The Charity Commission must take “decisive action” such as appointing an interim manager at the Vegan Society, the charity’s former chair has urged.
Rob Masters, who was one of a number of trustees to quit last year raising serious concerns about racism and bullying, published an open letter last month criticising how long the Commission was taking to investigate.
The Commission confirmed to Civil Society News that it has an ongoing operational compliance case. And the charity said it has made positive progress.
Masters wrote: “I have written directly to the Commission on more than 25 occasions, copied in the Commission on more than 15 emails between the former interim CEO and myself, had a number of telephone conversations with the Commission, and followed up via the Commission's account on Twitter.”
He said he has sent the Commission evidence of “a culture of institutional oppression and bullying” and accused trustees of ignoring the regulator’s advice.
“While I have previously tried to raise a complaint about how long the Commission's investigation is taking, I was advised that I cannot make a complaint until the investigation has been completed (which rather defeats the point!) However, in my opinion, the Commission's failure to take significant action regarding these concerns has empowered trustees to continue such behaviour,” Masters added.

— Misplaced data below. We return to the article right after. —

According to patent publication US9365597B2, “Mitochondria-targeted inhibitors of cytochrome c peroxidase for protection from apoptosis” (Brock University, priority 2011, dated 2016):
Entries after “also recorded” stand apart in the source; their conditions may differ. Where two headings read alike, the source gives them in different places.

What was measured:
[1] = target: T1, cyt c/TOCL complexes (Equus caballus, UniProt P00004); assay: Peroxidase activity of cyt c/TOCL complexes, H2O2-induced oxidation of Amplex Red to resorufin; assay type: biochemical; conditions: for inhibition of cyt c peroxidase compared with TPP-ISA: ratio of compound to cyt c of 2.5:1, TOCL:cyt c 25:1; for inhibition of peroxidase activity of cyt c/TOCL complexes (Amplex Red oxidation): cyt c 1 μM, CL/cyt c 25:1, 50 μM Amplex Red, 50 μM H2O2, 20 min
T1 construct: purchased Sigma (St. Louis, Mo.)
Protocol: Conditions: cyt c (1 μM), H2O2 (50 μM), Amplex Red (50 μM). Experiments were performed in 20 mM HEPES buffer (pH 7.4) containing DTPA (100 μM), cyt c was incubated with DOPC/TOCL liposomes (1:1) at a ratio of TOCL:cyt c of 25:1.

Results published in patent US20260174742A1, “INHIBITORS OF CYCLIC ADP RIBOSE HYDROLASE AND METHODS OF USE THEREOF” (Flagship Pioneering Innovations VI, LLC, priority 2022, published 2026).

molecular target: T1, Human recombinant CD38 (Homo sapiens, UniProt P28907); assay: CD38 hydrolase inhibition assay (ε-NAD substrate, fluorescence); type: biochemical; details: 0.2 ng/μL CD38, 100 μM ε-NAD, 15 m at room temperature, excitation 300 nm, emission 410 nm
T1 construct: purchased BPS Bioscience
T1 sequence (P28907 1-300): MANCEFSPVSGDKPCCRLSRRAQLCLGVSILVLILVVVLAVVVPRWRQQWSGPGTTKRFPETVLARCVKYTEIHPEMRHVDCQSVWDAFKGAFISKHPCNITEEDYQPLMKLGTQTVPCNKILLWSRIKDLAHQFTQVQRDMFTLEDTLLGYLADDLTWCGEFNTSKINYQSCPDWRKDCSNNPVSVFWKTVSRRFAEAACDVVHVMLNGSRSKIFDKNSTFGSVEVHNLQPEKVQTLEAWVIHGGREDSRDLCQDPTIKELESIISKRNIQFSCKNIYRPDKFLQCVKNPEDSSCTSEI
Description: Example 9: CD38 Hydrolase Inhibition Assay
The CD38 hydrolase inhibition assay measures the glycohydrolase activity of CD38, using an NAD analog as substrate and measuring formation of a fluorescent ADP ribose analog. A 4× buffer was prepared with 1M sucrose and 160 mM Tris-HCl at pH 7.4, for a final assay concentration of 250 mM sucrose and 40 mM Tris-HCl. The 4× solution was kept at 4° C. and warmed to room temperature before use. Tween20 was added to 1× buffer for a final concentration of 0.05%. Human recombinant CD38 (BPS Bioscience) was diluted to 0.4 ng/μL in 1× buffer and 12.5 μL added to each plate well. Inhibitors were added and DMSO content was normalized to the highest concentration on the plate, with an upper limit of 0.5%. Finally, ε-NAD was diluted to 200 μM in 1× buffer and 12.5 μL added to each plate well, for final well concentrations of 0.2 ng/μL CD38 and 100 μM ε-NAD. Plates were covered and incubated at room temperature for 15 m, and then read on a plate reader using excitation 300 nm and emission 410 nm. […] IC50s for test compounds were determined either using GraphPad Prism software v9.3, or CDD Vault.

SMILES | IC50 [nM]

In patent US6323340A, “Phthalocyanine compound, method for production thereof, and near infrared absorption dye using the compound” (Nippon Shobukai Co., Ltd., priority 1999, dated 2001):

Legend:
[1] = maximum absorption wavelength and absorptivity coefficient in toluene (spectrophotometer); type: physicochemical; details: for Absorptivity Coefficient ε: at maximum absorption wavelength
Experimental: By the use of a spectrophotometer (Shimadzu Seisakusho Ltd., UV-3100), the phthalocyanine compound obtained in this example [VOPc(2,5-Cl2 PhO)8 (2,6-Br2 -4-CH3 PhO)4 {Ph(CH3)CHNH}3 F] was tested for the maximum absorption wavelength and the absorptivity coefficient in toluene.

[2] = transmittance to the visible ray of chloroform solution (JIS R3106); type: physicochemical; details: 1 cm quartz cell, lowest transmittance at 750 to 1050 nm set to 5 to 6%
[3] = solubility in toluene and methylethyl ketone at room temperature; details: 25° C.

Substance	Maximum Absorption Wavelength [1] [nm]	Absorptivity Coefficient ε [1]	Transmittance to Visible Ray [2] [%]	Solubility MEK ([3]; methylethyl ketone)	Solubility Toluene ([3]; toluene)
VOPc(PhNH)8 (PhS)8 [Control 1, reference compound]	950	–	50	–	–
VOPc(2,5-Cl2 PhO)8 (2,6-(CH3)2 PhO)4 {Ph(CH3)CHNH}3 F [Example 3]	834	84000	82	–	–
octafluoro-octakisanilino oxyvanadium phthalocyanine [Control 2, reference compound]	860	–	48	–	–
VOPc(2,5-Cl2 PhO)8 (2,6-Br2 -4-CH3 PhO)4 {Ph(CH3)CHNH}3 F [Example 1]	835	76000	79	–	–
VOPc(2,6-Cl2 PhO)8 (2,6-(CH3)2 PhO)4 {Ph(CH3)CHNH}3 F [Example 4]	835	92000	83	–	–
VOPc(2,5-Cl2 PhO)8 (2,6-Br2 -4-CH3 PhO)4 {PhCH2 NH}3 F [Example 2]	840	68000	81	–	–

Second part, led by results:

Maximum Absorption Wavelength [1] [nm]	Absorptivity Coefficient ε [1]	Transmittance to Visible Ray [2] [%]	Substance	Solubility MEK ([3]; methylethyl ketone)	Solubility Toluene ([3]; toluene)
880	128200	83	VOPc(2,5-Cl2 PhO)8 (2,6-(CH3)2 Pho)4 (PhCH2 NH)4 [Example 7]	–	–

He called for “decisive action”, and suggested the Commission should remove the whole board and appoint an interim manager “before trustees again abuse the AGM to consolidate their impenetrable grip on power”.
Commission: ‘Ongoing compliance case’
Masters first contacted the Commission about concerns last February, before resigning in July.
The Commission confirmed that it has been working with the trustees. A spokesperson said: “We have an ongoing compliance case into governance issues at the Vegan Society and we continue to engage with the trustees. Whilst this remains ongoing, we cannot comment further.”
For the Commission to take the kind of action Masters suggests, it would need to escalate its investigation to a statutory inquiry.
The Commission has no set timescale in which it must complete a compliance case.
Vegan Society: ‘We are making positive progress’
The Vegan Society said it was making progress and is continuing to co-operate with the Commission.
A spokesperson for The Vegan Society said: “We have received appropriate advice from the Charity Commission and we will continue to provide information and updates to the Commission when requested.
“We cannot comment on Mr Masters’ own interactions with the Commission, but we can confirm that we are making positive progress on the recommendations made in the report by an independent QC and on advice to date from the Commission.”
Total income for the year ending 31 December 2020 was £3.47m and the charity employs around 50 people.